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Using the Whistle

Using the Whistle

Being a Limey in America, one thing that always amuses and fascinates me is that I often have to pronounce the same word in a different way in order that an American can understand me. Even my name Martin (Mar-tin) I often have to pronounce Mart’n without any emphasis on the “i” so that it is accepted and even understood. As gundog trainers we have to communicate with our dogs to catch their attention and give commands, words come easily to us and as long as we are consistent in their use for specific actions we have few problems. Even if we have strong voice accents our own  dogs still understand us. Accents however can create  problems and  I have heard varying ‘accents’ from the mouth of the same owner  when working with their dog which produces different sounds, even though they are attempting to give the same command . The ‘accent’ I am thinking about here though involves whistles.

We use whistles to communicate with our dog and usually the number of commands is limited to about three. Sit, Recall and Turn while hunting. But I have noticed on a number of occasions both in the field and at workshops  I have run, that there are a large number of people who do not realize they are ‘speaking’ (or whistling) in a way which confuses the dog.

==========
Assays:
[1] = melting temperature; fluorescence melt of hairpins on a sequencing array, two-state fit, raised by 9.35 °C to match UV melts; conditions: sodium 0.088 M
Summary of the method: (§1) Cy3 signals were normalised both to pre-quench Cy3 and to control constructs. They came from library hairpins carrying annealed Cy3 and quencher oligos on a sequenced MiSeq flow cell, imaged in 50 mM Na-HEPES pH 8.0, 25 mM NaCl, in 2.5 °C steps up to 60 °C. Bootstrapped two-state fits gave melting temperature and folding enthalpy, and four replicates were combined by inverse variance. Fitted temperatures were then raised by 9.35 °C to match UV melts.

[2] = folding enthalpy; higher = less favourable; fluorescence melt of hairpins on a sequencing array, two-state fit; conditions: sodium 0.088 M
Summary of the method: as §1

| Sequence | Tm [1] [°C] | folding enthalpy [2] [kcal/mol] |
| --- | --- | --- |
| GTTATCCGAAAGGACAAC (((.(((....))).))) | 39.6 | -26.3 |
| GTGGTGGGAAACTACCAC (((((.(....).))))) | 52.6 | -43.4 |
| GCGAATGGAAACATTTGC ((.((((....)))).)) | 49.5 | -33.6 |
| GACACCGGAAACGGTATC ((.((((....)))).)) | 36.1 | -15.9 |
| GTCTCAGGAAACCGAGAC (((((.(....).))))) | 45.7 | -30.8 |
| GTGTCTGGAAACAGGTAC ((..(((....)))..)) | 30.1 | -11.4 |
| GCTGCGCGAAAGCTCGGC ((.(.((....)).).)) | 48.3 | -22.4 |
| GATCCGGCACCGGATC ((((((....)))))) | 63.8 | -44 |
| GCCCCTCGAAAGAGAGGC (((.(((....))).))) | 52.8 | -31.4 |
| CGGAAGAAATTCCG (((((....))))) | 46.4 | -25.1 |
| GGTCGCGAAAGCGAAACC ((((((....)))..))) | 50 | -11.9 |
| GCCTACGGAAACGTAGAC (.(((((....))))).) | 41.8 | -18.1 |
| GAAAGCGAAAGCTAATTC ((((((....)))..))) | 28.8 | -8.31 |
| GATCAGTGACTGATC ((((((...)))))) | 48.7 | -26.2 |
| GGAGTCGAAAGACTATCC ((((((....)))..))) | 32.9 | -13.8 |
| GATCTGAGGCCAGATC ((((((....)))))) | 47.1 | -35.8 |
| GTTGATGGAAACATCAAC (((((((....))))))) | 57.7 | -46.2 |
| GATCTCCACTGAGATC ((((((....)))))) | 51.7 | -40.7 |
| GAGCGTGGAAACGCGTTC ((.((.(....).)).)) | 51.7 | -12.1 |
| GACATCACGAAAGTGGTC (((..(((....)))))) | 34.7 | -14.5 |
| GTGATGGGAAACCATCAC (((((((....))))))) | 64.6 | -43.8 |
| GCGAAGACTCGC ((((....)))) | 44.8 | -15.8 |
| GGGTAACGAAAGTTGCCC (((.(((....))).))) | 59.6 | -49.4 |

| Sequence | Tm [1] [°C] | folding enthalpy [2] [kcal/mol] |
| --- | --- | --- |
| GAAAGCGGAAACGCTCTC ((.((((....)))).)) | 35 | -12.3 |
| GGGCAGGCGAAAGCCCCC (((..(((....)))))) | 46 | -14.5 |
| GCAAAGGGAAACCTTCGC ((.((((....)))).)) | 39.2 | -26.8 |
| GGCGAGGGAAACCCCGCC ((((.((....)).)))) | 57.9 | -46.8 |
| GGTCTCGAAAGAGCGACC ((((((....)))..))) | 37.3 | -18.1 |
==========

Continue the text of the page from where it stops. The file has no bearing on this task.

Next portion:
One of the biggest problems is the newcomer who does not know how to blow a whistle, how to get pitch, duration, intensity and sharpness. With the whistle we need to be as consistent as we are with our words, and like any other musical instrument a trainer new to whistling must practice blowing the whistle without the dog. I can remember many years ago when I first started, having a whistle hung around my neck on a piece of string and regularly putting it into my mouth and practicing the different sounds I would use on my dogs. Now often this was in the car on the way to work. Many was the surprised face I saw as I stopped at traffic lights and looked across to the other lanes, whistle gripped firmly between my teeth going through my repertoire of ‘toots’. I even used to talk to myself with the whistle still firmly gripped or sing songs to the radio so that I would learn to be able to talk to my dog and have my whistle always available. There is nothing worse than casting your dog off to hunt or for a retrieve, then realizing you need to stop him or get a change of direction and your whistle is tucked down your vest.  I was taught always to put my whistle in my mouth before I gave any commands – like fastening your seat belt before even starting the car. Be prepared.